Lunar Sabbaths and Jewish Feast Days: Instead of counting the Sabbath from Friday sunset to Saturday sunset, lunar Sabbath-keepers count seven days from each new moon, making Sabbath fall on different days of the week.[19] Lunar Sabbath-keepers also often celebrate Jewish feast days, such as Passover or the Day of Atonement, which are tied to Hebrew lunar months. The problem with lunar Sabbaths is they just don’t work mathematically. As a lunar month has 29.5 days rather than 28, counting each Sabbath from a new moon results in one to two days being leftover every fourth week. Given Ex. 16:4-5 says the Israelites were to gather a double portion every sixth day to account for the Sabbath, a lunar Sabbath would have resulted in the people’s starving on days 29 and 30. Similarly, Lev. 23:15-16 says the feast of Pentecost is the 50th day after seven Sabbaths, but 7×7=49 doesn’t compute if you have those extra 1-2 days every month.

Universal Legal Justification: Universalism says all human beings will, in the end, be saved. An increasingly popular Adventist variation is “Universal Legal Justification” (ULJ), supposedly based on the 1888 message of A. T. Jones and E. J. Waggoner. ULJ-proponents reject the pre-destination of Calvinists, but argue the free will approach of Arminians turns salvation by faith into something we must “do” – in other words, faith becomes a type of “work.”[20] The solution is to see salvation as an “opt-out” rather than “opt-in” system. Waggoner affirmed, “The judgment will reveal the fact that full salvation was given to every man and that the lost have deliberately thrown away their birthright possession.”[21] Official Adventist leadership is hardly enamored with the idea,[22] because to equate faith with a type of work seems directly contrary to scripture, with Eph. 2:8-9 explicitly saying faith is not a type of work.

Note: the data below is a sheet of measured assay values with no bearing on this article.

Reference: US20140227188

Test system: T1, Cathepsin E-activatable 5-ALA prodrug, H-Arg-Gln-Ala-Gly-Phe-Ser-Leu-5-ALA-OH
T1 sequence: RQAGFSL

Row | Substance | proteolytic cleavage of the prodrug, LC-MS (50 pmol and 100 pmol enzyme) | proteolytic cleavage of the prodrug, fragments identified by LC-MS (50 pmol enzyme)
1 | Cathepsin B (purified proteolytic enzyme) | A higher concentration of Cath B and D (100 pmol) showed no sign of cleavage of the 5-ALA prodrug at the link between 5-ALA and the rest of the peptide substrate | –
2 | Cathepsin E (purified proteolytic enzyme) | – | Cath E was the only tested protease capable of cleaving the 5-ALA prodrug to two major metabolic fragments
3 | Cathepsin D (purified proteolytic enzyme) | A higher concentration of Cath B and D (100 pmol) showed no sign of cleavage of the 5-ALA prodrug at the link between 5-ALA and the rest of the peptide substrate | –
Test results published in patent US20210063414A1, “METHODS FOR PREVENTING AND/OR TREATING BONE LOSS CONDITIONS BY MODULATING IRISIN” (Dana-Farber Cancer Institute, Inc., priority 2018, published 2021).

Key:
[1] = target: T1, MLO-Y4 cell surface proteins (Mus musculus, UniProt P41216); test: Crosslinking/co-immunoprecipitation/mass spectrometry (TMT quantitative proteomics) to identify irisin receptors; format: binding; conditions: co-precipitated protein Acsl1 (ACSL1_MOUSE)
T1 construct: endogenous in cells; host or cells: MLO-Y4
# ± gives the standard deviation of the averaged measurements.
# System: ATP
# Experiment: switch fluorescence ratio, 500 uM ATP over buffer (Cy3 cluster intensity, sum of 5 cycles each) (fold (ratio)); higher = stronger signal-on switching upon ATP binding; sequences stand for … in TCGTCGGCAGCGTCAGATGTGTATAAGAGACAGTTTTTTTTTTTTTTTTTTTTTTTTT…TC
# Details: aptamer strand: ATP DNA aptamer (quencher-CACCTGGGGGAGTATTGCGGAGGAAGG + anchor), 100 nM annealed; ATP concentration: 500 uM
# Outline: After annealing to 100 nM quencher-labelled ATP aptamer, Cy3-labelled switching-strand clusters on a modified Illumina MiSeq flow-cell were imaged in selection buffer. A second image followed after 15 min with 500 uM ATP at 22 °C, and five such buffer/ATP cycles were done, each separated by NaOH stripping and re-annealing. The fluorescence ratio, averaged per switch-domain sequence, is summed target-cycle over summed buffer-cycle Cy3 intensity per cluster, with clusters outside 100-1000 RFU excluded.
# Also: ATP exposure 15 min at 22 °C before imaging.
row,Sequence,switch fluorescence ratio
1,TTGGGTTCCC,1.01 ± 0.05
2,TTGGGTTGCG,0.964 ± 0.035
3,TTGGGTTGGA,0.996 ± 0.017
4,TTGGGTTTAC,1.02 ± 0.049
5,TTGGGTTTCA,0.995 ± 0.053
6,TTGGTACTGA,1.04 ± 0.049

Last Generation Theology: Last Generation Theology (LGT) was popularized in the late 1930’s by M. L. Andreasen and held that Christ would not return until the last generation of believers had reached holy perfection, thereby rebutting Satan’s claim that no one could live by the law’s standards.[23] As you can guess, LGT proponents have been accused of promoting legalism. The biggest problem is perhaps one of motivation, because even if you were perfect you would never know it, as that would be the sin of pride. Even Jesus, who was perfect, in his humility refused to be called good (Mark 10:18). Paradoxically, assuming the last generation on earth will be perfect, dwelling on that fact may actually be counterproductive to this goal.

Theistic Evolution: Although widely accepted by “mainstream” Christianity, theistic evolution is still a minority view within Adventism, evidenced by recent changes to fundamental belief number six. The biggest problem with theistic evolution for any Christian is it seems to deny a literal Adam and Eve in a literal Garden of Eden. So it would be silly to then believe God had to become a literal man, who died on a literal cross, to save humanity from a mere metaphorical first sin, committed by a first man and first woman who never actually existed. For an Adventist, it would likewise undo the significance of the seventh-day Sabbath, as it would link to a creation event that never actually happened.